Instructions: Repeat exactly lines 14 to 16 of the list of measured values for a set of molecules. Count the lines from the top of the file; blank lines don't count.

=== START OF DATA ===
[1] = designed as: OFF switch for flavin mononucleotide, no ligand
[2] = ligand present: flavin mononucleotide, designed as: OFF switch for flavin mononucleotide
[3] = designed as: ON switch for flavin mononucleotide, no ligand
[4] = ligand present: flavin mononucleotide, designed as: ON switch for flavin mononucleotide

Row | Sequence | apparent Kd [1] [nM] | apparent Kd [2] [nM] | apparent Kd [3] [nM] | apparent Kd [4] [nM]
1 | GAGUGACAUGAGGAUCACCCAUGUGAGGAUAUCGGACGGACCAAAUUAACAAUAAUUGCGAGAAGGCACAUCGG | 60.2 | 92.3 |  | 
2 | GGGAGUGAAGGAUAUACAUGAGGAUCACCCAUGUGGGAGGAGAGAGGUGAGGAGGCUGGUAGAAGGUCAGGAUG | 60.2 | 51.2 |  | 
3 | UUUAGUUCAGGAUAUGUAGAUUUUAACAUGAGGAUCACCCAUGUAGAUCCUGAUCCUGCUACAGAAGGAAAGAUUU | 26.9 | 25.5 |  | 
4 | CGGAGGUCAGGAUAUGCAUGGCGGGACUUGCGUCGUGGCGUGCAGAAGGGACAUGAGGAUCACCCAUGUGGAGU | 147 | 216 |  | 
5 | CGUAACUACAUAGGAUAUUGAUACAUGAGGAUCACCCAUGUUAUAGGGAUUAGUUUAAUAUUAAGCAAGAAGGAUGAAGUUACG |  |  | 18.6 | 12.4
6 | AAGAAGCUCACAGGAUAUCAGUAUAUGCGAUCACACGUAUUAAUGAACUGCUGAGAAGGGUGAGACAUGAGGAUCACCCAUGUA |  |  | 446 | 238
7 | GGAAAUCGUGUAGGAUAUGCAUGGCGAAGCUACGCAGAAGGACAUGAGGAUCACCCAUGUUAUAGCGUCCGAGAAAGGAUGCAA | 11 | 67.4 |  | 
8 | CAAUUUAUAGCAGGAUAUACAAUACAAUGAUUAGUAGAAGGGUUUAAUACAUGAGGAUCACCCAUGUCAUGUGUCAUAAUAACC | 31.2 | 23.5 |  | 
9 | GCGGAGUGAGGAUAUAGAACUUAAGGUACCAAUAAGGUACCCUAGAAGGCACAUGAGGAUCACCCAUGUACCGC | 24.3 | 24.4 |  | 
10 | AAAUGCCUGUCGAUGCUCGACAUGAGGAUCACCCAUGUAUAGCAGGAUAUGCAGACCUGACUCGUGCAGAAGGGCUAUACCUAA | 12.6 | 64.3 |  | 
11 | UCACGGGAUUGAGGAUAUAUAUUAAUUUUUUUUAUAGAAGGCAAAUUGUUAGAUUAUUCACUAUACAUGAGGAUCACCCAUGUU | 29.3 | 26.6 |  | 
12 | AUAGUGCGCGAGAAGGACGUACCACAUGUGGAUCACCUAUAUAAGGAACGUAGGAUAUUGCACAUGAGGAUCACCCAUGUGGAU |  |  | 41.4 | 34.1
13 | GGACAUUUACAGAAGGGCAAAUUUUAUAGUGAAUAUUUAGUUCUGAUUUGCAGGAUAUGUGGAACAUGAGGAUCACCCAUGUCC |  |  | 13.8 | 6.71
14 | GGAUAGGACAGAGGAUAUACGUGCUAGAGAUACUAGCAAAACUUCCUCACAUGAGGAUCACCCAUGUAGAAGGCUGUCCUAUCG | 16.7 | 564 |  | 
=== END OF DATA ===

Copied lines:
9 | GCGGAGUGAGGAUAUAGAACUUAAGGUACCAAUAAGGUACCCUAGAAGGCACAUGAGGAUCACCCAUGUACCGC | 24.3 | 24.4 |  | 
10 | AAAUGCCUGUCGAUGCUCGACAUGAGGAUCACCCAUGUAUAGCAGGAUAUGCAGACCUGACUCGUGCAGAAGGGCUAUACCUAA | 12.6 | 64.3 |  | 
11 | UCACGGGAUUGAGGAUAUAUAUUAAUUUUUUUUAUAGAAGGCAAAUUGUUAGAUUAUUCACUAUACAUGAGGAUCACCCAUGUU | 29.3 | 26.6 |  | 